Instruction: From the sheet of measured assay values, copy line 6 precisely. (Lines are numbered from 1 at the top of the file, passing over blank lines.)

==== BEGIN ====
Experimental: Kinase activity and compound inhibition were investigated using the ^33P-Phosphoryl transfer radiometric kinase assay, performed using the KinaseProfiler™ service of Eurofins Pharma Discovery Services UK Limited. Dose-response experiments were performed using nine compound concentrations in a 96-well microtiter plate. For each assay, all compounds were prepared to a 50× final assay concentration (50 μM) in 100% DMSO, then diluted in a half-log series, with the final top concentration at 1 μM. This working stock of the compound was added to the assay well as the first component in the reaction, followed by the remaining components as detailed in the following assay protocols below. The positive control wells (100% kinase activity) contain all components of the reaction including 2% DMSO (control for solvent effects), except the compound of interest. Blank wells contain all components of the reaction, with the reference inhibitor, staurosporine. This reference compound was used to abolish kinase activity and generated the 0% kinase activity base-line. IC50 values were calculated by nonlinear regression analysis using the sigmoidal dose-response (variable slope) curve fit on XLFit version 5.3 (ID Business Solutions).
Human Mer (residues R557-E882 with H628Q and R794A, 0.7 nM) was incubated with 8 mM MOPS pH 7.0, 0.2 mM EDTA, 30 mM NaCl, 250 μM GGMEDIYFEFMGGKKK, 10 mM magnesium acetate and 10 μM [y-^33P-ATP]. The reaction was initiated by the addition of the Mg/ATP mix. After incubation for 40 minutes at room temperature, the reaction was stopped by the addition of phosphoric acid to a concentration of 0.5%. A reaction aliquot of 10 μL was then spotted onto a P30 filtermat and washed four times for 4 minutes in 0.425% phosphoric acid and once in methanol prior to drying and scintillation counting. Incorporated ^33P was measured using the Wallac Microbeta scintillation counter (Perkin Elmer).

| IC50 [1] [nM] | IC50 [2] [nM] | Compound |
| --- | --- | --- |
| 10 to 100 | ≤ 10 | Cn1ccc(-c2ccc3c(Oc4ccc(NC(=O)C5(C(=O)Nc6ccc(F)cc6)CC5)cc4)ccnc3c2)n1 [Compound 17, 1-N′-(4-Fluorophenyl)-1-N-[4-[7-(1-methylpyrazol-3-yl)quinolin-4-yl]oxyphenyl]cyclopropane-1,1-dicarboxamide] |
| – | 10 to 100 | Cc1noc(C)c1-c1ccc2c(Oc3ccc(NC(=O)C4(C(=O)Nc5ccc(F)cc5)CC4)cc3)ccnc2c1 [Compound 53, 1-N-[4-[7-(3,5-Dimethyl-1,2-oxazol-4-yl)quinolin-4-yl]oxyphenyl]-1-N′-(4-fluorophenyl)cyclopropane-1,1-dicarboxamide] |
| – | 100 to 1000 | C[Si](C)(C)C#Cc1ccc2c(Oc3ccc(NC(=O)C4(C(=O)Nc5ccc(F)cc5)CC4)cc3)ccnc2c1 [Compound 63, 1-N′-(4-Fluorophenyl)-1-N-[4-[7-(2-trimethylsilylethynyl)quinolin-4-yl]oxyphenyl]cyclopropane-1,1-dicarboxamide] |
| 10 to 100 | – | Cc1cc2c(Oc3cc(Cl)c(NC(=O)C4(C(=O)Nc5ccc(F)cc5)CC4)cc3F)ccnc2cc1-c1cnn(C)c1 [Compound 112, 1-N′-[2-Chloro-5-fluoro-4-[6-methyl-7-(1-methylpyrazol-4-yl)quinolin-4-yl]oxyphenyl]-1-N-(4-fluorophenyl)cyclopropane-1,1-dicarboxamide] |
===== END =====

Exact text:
| – | 10 to 100 | Cc1noc(C)c1-c1ccc2c(Oc3ccc(NC(=O)C4(C(=O)Nc5ccc(F)cc5)CC4)cc3)ccnc2c1 [Compound 53, 1-N-[4-[7-(3,5-Dimethyl-1,2-oxazol-4-yl)quinolin-4-yl]oxyphenyl]-1-N′-(4-fluorophenyl)cyclopropane-1,1-dicarboxamide] |